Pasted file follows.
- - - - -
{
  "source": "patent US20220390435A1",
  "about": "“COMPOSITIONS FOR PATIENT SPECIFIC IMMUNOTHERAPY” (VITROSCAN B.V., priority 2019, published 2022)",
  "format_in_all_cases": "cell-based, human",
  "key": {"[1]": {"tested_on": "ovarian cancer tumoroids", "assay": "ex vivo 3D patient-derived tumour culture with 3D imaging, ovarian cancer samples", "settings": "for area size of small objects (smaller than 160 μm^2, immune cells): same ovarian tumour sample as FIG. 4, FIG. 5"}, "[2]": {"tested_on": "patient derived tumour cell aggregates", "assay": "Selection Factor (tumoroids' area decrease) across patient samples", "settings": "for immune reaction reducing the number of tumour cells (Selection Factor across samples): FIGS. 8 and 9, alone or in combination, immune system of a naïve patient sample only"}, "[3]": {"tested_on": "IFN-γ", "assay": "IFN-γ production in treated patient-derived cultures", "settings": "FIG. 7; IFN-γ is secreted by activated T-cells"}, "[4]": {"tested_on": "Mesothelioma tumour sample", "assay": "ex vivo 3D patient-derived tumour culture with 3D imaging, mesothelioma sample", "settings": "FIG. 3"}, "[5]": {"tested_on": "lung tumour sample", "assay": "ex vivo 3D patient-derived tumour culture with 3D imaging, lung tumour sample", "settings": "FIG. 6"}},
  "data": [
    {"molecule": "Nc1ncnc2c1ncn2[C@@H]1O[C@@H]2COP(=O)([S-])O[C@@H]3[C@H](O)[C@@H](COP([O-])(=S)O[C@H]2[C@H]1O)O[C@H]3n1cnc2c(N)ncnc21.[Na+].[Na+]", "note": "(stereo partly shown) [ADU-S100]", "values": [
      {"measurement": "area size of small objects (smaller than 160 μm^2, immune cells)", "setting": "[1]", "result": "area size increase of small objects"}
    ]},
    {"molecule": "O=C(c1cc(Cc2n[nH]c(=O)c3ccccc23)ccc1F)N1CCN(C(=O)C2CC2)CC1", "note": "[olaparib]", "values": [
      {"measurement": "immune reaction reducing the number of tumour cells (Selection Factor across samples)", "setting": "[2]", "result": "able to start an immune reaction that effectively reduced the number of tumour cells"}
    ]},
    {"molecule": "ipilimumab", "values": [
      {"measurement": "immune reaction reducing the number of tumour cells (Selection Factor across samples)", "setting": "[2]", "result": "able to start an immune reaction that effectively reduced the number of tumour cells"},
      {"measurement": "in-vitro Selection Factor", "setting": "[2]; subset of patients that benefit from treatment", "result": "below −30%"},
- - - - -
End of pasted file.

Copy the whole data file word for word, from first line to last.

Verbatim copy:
{
  "source": "patent US20220390435A1",
  "about": "“COMPOSITIONS FOR PATIENT SPECIFIC IMMUNOTHERAPY” (VITROSCAN B.V., priority 2019, published 2022)",
  "format_in_all_cases": "cell-based, human",
  "key": {"[1]": {"tested_on": "ovarian cancer tumoroids", "assay": "ex vivo 3D patient-derived tumour culture with 3D imaging, ovarian cancer samples", "settings": "for area size of small objects (smaller than 160 μm^2, immune cells): same ovarian tumour sample as FIG. 4, FIG. 5"}, "[2]": {"tested_on": "patient derived tumour cell aggregates", "assay": "Selection Factor (tumoroids' area decrease) across patient samples", "settings": "for immune reaction reducing the number of tumour cells (Selection Factor across samples): FIGS. 8 and 9, alone or in combination, immune system of a naïve patient sample only"}, "[3]": {"tested_on": "IFN-γ", "assay": "IFN-γ production in treated patient-derived cultures", "settings": "FIG. 7; IFN-γ is secreted by activated T-cells"}, "[4]": {"tested_on": "Mesothelioma tumour sample", "assay": "ex vivo 3D patient-derived tumour culture with 3D imaging, mesothelioma sample", "settings": "FIG. 3"}, "[5]": {"tested_on": "lung tumour sample", "assay": "ex vivo 3D patient-derived tumour culture with 3D imaging, lung tumour sample", "settings": "FIG. 6"}},
  "data": [
    {"molecule": "Nc1ncnc2c1ncn2[C@@H]1O[C@@H]2COP(=O)([S-])O[C@@H]3[C@H](O)[C@@H](COP([O-])(=S)O[C@H]2[C@H]1O)O[C@H]3n1cnc2c(N)ncnc21.[Na+].[Na+]", "note": "(stereo partly shown) [ADU-S100]", "values": [
      {"measurement": "area size of small objects (smaller than 160 μm^2, immune cells)", "setting": "[1]", "result": "area size increase of small objects"}
    ]},
    {"molecule": "O=C(c1cc(Cc2n[nH]c(=O)c3ccccc23)ccc1F)N1CCN(C(=O)C2CC2)CC1", "note": "[olaparib]", "values": [
      {"measurement": "immune reaction reducing the number of tumour cells (Selection Factor across samples)", "setting": "[2]", "result": "able to start an immune reaction that effectively reduced the number of tumour cells"}
    ]},
    {"molecule": "ipilimumab", "values": [
      {"measurement": "immune reaction reducing the number of tumour cells (Selection Factor across samples)", "setting": "[2]", "result": "able to start an immune reaction that effectively reduced the number of tumour cells"},
      {"measurement": "in-vitro Selection Factor", "setting": "[2]; subset of patients that benefit from treatment", "result": "below −30%"},